One pitfall of miRNA gene hunting by cDNA cloning is that fragments of other noncoding RNAs (such as rRNAs, tRNAs, and snRNAs), as well as messenger RNAs, are also cloned from size-selected RNA samples. Candidate miRNA sequences can be readily tested using sequence-matching searches to annotated databases to flag most of these contaminating non-miRNA sequences. A more difficult task is differentiating miRNAs from other classes of small RNAs that might be present in the cell, particularly endogenous small interfering RNAs (siRNAs). Not only is the misclassification of the siRNAs undesirable, but because innumerable siRNAs are generated from each double-stranded RNA (dsRNA) precursor, it would be problematic to give each endogenous siRNA a different gene name. Another factor to consider when annotating miRNA genes is that many miRNA sequences are evolutionarily conserved (LagosQuintana et al. 2001; Lau et al. 2001; Lee and Ambros 2001; Mourelatos et al. 2002; Park et al. 2002; Reinhart et al. 2002). Thus, giving the same name to obvious orthologs is useful, and giving the same name to unrelated sequences from different organisms causes confusion. For these reasons, we suggest the adoption of a consistent set of guide277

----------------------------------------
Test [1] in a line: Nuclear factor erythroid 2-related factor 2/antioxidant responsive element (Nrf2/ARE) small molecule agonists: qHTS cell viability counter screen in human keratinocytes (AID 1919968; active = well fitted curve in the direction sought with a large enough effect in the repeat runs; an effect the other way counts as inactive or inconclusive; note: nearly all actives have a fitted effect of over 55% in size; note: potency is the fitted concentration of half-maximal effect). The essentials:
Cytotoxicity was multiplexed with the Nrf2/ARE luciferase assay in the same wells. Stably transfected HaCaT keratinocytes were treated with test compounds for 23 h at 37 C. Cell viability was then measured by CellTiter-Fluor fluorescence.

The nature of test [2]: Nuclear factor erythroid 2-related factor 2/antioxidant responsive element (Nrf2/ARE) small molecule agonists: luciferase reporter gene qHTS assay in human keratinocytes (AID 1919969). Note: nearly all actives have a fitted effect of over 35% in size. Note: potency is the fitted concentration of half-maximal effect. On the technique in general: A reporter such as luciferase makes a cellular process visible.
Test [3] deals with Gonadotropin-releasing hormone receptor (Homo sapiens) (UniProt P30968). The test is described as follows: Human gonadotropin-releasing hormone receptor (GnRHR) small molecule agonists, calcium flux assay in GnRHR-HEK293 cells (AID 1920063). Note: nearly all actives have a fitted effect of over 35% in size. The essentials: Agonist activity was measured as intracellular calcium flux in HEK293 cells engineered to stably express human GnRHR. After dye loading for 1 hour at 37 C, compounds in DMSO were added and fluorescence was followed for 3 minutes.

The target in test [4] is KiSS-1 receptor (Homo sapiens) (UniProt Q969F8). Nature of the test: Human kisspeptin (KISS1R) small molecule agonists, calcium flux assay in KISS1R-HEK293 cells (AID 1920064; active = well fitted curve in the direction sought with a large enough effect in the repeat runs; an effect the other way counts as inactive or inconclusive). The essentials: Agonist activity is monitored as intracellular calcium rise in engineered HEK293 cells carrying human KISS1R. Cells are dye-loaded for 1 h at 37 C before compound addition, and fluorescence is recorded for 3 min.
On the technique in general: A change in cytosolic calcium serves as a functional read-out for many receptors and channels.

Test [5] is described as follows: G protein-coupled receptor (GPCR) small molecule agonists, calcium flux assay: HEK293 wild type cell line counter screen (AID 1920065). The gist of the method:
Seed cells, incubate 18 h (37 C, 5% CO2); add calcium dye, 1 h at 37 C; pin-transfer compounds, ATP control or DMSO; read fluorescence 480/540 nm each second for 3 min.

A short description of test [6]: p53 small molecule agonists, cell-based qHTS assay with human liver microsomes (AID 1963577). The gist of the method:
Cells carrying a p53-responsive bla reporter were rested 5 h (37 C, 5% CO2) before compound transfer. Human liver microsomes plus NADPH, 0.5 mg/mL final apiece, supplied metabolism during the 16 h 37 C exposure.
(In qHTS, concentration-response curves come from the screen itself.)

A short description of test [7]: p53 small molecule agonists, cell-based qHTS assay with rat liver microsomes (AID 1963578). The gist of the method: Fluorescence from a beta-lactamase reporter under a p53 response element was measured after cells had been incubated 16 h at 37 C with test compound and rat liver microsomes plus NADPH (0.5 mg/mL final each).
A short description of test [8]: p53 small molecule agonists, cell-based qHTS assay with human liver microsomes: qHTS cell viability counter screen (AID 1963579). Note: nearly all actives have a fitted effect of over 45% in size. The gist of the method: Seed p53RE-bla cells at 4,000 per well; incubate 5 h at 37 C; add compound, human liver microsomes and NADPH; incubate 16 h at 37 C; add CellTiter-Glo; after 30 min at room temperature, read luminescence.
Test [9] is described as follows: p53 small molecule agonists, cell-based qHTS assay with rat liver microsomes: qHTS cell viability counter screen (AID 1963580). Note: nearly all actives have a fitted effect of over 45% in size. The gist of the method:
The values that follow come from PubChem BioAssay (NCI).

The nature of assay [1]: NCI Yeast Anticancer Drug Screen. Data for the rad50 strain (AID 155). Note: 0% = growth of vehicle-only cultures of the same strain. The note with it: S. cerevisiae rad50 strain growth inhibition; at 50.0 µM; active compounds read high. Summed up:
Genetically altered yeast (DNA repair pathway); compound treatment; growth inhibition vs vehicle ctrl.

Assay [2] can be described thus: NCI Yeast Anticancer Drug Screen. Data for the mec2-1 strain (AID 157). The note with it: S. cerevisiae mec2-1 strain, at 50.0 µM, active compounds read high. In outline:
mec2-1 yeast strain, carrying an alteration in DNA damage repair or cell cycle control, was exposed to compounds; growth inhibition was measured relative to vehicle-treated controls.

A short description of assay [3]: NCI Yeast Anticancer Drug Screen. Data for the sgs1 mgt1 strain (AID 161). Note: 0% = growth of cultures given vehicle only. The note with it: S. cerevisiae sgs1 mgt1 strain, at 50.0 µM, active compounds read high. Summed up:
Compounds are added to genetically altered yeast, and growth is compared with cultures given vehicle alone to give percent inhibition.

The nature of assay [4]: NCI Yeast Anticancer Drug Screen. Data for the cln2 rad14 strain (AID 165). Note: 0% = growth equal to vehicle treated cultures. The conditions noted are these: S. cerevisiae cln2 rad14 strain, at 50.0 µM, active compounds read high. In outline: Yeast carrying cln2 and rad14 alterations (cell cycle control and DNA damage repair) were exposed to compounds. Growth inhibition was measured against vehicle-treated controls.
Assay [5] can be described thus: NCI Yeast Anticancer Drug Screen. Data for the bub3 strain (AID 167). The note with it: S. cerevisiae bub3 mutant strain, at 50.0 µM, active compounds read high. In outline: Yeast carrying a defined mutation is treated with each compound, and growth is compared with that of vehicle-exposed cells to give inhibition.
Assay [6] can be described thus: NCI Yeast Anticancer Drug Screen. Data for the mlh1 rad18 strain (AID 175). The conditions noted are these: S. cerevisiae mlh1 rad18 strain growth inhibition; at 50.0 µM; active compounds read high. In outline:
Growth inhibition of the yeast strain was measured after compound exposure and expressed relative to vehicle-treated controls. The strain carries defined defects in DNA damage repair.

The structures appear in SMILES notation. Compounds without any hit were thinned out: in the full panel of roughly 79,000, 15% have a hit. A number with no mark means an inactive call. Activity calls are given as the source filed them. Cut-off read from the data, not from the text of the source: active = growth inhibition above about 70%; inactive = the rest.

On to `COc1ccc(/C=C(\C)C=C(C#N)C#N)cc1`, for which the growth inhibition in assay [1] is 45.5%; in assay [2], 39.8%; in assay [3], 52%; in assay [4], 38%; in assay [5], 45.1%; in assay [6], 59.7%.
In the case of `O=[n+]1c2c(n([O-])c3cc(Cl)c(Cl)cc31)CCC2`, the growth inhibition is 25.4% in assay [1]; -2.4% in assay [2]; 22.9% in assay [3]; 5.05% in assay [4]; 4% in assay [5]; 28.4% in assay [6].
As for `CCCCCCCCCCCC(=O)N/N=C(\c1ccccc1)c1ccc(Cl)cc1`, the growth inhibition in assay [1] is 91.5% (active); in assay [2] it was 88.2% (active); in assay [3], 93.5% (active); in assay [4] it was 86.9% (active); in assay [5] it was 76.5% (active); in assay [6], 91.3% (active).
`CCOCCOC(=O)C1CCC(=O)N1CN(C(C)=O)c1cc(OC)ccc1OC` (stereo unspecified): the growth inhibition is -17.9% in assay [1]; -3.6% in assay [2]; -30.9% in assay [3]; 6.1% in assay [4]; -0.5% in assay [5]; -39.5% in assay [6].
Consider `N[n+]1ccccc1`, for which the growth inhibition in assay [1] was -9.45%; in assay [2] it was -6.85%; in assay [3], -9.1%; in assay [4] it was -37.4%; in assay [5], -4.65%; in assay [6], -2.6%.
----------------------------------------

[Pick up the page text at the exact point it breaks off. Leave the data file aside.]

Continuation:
RNA (2003), 9:277–279. Published by Cold Spring Harbor Laboratory Press. Copyright © 2003 RNA Society.

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Ambros et al.